By Oren Laurent
President, Banc De Binary
Refrigerators that tell you when food expires and televisions that switch on your favorite show as you walk in the door are no longer the realm of science fiction; welcome to your future home of app-controlled devices as envisaged by the tech world. Google’s $3.2 bln purchase of Silicon Valley based Nest Labs last week brings that future a little nearer.
Thanks to the investment, Nest will be able to expand its portfolio of smart home devices and take advantage of Google’s global reach for business and marketing purposes.
And what does Google gain? The company’s stock rose 0.53% after the announcement amid investors’ speculations about its long-term goals. It is increasingly apparent that Google’s recent string of purchases and areas of interest, from self-driving cars to Google Glass, and now home devices, contribute to its single vision of connecting previously unrelated items to control and monitor all aspects of everyday life.
Google’s interest in this new field makes sense given that most of its revenues are generated from advertising and not its products themselves. Smart products work by processing data from the environment. Nest’s thermostat for example will be able to heat your home automatically as you return from work thanks to a combination of sensors and algorithms. It will learn your preferred temperature from experience and will track your location using your smartphone GPS. The more Google knows about you, the better it can target its advertising, and the more relevant future products it can make.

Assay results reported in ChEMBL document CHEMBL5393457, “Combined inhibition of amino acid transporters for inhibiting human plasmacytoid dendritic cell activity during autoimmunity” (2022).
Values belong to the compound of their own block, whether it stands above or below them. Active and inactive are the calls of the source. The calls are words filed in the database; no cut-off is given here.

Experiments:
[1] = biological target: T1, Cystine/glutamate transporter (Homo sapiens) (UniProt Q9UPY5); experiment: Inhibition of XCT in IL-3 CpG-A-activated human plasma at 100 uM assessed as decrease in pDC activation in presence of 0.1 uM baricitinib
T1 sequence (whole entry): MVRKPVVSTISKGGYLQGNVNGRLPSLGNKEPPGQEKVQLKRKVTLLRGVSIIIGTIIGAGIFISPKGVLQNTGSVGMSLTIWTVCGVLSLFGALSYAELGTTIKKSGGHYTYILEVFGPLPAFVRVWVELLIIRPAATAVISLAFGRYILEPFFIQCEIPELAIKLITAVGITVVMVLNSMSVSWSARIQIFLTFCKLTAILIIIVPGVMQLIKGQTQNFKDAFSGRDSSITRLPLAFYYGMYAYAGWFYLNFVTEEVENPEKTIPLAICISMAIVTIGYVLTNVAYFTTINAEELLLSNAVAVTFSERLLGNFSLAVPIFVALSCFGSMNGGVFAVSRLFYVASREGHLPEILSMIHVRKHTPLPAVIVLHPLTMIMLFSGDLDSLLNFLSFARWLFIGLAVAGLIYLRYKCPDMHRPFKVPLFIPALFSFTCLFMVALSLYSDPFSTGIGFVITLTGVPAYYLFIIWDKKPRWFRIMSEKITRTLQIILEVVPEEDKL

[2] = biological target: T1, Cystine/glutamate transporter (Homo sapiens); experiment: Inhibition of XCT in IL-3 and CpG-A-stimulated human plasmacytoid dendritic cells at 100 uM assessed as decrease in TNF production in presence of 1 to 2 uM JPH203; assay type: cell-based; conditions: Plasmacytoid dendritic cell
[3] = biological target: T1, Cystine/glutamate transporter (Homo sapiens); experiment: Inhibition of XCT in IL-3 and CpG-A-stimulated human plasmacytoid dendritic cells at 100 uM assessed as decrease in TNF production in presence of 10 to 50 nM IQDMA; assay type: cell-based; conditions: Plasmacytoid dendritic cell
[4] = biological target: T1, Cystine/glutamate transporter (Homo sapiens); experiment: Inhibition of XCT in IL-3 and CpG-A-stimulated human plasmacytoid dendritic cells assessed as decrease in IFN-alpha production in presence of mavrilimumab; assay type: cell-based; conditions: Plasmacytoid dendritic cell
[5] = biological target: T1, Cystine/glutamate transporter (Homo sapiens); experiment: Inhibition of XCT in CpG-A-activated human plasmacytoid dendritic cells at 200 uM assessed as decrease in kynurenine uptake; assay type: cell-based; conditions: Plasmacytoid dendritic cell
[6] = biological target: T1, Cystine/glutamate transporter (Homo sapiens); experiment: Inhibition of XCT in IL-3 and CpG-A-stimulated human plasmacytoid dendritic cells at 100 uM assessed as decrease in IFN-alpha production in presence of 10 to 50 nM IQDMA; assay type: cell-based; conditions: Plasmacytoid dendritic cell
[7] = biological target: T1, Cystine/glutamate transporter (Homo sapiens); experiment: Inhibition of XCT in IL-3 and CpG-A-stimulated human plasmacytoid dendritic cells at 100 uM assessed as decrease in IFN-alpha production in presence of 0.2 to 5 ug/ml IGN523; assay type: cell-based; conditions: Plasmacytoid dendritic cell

Yet this is not simply about the resulting advertising revenues, nor solely about Google. According to Gene Munster, an analyst at Piper Jaffray, the global market for connected home products could be worth $40 bln in the next five to seven years.
Several tech giants and internet companies are now competing for a share of the market and for the privilege of controlling of our daily lives. AT&T are already offering connected home systems including appliances and lights, while Apple’s Airplay system enables the iPhone to become a remove control.
Small companies are also looking to leave their stamp on our future and become the next big household name. Several tech start up in Silicon Valley and worldwide have been developing a wide range of home devices connected to apps, and will be excited by the implications of the recent news. Venture capitalists have already invested $500 mln into such companies since the start of 2012. No doubt further funds will flood in and push this new industry forwards.
Currently just 1 or 2% of people own an app-connected device, meaning that potential for growth in this market is phenomenal. A third of people polled say they would be interested in a connected device, and it is a fair assumption that many of the rest will change their minds once technology becomes more readily available, they understand what is involved, and the trend catches on. It is highly likely that the sector will take off, and by getting in now, investors could maximize returns later.
As is generally the case with apps, many start-ups will fail to succeed, either due to a weak product or competition. Yet it is clear that the tech giants are now marking their territory and are keen to buy the right small companies to expand their empires. The industry as a whole offers several great investment opportunities and will be one of the most interesting sectors to follow this year.
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